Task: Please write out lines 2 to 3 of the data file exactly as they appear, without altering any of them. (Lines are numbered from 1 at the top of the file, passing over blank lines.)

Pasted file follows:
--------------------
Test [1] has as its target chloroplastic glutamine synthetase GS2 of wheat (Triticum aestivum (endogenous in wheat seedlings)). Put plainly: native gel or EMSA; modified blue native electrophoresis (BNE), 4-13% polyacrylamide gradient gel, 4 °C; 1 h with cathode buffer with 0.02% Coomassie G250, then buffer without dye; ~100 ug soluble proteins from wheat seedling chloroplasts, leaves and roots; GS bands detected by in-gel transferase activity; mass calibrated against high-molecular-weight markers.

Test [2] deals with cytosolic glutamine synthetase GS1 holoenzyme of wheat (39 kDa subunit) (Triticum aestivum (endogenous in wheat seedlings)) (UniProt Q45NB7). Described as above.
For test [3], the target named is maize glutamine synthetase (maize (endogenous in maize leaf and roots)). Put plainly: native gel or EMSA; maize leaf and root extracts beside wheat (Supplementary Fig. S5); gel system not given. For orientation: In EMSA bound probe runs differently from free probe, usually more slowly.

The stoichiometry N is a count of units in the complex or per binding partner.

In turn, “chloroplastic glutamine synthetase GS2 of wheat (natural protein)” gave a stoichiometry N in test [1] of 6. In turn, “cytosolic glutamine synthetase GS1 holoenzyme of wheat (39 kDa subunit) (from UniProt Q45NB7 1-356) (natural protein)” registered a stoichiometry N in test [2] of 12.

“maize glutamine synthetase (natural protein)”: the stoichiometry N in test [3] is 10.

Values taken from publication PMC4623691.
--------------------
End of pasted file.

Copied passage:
Test [2] deals with cytosolic glutamine synthetase GS1 holoenzyme of wheat (39 kDa subunit) (Triticum aestivum (endogenous in wheat seedlings)) (UniProt Q45NB7). Described as above.
For test [3], the target named is maize glutamine synthetase (maize (endogenous in maize leaf and roots)). Put plainly: native gel or EMSA; maize leaf and root extracts beside wheat (Supplementary Fig. S5); gel system not given. For orientation: In EMSA bound probe runs differently from free probe, usually more slowly.